Equally exhilarating were the two evening game drives we took. The park closes to the public after sunset, however with a research permit, we were able to receive special privileges to take expeditions after dark. As many of the parks inhabitants are nocturnal and like to hunt in the evening this was a great way to see a side some additional animals. Listed as vulnerable on the IUCN endangered species list, the African leopard is a challenge to locate due to its low population. It’s unmistakable coat also helps it blend in to the brush to hunt and hide. However, on a very special evening game drive, against the odds, we spotted one about 50 feet from our GDV. Crouched down into the grass and hidden, this cat seemed to take no notice to us. On another evening game drive the following night, our expedition encountered two male lions asleep in the middle of the road! When I say I could have reached out and touched them, I’m not kidding. Also, undaunted by our GDV, we had to ride around the sleeping lions, onto the grass, and back onto the road in order to pass them. The lions like the way that the pavement reflects back heat after baking in the hot African sun all day. Although it is neat to see the ways that animals are adapting to the changes to their natural environment, it makes me wonder how much the world continues to change into a place less and less hospitable to these beautiful creatures. Conservation science is critical to continuing to mitigate relations between man and the rest of the creation and that is an understanding I am developing the more time I spend in KNP.

Sundowner February 10, 2017

I arrived in South Africa with a “to do list”. Go for morning runs in the savanna, hike Table Mountain, brush shoulders with wildlife, and absorb the culture, to name a few. My first lesson in culture came in an unexpected way and has left me yearning to experience more. If you’ve ever spent time with South Africans you’ve been introduced to the concept of a “Sundowner”. If not, now you’re curious.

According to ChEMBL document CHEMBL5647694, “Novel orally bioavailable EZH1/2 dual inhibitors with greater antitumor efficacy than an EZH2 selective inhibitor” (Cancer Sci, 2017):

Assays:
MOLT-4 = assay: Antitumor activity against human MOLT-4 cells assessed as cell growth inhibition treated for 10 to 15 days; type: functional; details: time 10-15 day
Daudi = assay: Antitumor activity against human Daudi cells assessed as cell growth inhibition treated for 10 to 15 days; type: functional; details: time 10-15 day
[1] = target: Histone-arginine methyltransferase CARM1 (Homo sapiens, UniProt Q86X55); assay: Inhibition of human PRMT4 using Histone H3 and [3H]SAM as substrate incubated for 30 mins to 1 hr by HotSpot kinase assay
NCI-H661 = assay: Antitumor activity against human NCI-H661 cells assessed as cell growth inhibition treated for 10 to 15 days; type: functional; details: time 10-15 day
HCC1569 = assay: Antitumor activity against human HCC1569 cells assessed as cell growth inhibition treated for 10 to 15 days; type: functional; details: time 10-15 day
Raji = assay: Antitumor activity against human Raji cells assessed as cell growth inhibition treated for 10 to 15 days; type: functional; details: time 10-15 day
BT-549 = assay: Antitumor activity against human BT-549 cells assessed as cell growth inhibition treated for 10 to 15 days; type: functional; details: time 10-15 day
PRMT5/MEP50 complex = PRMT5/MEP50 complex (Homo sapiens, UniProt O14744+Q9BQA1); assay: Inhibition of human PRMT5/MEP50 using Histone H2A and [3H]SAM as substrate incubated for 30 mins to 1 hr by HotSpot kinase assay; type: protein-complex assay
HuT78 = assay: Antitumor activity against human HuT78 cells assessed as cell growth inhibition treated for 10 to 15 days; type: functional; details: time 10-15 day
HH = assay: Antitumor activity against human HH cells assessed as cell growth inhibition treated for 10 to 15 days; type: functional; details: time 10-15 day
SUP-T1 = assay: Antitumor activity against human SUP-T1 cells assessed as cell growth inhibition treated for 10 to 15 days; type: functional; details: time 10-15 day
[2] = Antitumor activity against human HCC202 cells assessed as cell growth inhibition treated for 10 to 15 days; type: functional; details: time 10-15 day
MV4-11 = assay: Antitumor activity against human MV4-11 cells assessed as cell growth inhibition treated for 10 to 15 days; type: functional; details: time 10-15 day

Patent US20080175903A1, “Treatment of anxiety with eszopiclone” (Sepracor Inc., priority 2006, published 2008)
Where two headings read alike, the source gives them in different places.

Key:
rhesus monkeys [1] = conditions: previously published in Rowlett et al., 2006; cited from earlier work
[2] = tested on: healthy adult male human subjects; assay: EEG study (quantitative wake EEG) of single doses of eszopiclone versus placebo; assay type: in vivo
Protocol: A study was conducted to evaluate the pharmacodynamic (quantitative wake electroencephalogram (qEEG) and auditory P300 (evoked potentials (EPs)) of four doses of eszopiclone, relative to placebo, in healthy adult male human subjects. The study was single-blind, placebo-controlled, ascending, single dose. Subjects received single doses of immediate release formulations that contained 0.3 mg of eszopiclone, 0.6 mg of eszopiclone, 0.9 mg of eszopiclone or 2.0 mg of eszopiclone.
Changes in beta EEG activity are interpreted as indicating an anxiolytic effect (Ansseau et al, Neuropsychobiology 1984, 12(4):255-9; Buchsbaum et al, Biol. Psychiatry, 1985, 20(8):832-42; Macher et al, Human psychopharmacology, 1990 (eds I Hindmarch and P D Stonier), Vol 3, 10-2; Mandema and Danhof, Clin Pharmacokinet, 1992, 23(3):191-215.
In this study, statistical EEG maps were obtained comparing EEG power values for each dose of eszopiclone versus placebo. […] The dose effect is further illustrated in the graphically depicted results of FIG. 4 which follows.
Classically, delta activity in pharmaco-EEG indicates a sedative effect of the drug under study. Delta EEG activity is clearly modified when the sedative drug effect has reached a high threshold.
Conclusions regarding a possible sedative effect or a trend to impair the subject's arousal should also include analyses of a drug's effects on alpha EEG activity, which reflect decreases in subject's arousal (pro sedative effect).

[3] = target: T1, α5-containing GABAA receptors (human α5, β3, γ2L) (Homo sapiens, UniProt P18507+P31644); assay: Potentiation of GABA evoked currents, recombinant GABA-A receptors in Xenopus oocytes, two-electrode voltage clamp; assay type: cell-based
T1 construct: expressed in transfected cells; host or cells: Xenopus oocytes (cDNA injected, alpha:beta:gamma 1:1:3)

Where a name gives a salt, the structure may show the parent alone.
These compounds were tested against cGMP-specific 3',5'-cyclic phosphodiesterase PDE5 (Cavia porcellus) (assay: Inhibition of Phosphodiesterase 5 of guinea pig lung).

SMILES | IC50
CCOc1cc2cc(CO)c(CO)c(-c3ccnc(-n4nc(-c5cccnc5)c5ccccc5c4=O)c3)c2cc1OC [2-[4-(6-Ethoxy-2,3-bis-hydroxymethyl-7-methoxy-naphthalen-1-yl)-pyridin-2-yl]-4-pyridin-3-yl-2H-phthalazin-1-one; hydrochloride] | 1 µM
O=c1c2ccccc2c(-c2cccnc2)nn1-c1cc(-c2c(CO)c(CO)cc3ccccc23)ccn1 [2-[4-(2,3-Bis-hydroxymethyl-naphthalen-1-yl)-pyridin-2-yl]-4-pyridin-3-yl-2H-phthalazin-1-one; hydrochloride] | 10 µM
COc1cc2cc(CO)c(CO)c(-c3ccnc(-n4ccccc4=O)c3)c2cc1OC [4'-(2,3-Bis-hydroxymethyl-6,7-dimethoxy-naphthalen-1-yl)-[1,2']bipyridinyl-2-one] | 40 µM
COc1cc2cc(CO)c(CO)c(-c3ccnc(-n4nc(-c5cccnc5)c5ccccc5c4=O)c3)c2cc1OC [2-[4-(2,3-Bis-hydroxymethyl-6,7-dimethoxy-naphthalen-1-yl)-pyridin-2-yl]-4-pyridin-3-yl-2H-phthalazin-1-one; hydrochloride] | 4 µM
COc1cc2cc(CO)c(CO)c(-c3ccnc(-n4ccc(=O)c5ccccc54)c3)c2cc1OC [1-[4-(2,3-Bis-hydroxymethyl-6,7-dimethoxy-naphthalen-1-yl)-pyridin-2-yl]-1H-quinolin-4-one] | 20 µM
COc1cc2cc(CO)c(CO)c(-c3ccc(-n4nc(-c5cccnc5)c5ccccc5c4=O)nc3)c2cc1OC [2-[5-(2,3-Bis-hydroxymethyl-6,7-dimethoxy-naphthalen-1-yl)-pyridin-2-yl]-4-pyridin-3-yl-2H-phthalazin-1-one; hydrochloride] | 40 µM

Sundowners usually take place after a long day of work. Being tired, sweaty, and hungry are practically requirements. Over the past few weeks, my days have been comprised of fieldwork in one hundred degree heat, calculating statistics in an outdoor classroom, and spending quality time with a totally groovy group of people. Our current research is centered on an invasive snail species, called T. granifera, and its impact on various ecosystems. It isn’t the most riveting work, but my team made it enjoyable and I’ve learned a great deal. Entertaining each other with bad jokes and snail puns turned into great bonding experiences. After hours of collecting samples under the African sun and crunching math problems, while swatting away bugs the size of compact cars, the time would come for a change of pace. Coolers packed, our entire team, professors included, boarded the GDVs. Destination, sundowner. The top of an old fire tower with expansive views of the Savanna, a precipice that rises up above land inhabited by lions and elephants or the banks of an old dam. These locations all fit the bill. Requirements include just enough space to gather and a good view of the sky. Can you guess where this is going?

The whole point of a sundowner is to watch the sun disappear over the horizon with friends close by and a chilled beverage even closer. The drink of choice, not surprisingly, is called Savanna. It’s a light amber color and, at one point in the suns descent, that cider matches the pigments that radiate across the changing sky. Going to sundowners is an old tradition here. It’s an aspect of culture that highlights the importance of friends and nature, two of our greatest gifts. Unfortunately, they’re also two things that are often taken for granted. Think about that. When was the last time you stopped to appreciate the beauty of nature or called up an old friend just to catch up? I had hoped that experiencing culture would be enjoyable and maybe I’d learn about local customs or, dare I say it,  learn a native dance (correction: try to learn a native dance). Instead, this little bit of culture has helped me to realize the importance of putting a few minutes aside to take in your surroundings. Enjoy what is around you with the most important people in your life. Experiences, like the sundowners here in South Africa, make days longer, richer, and fuller.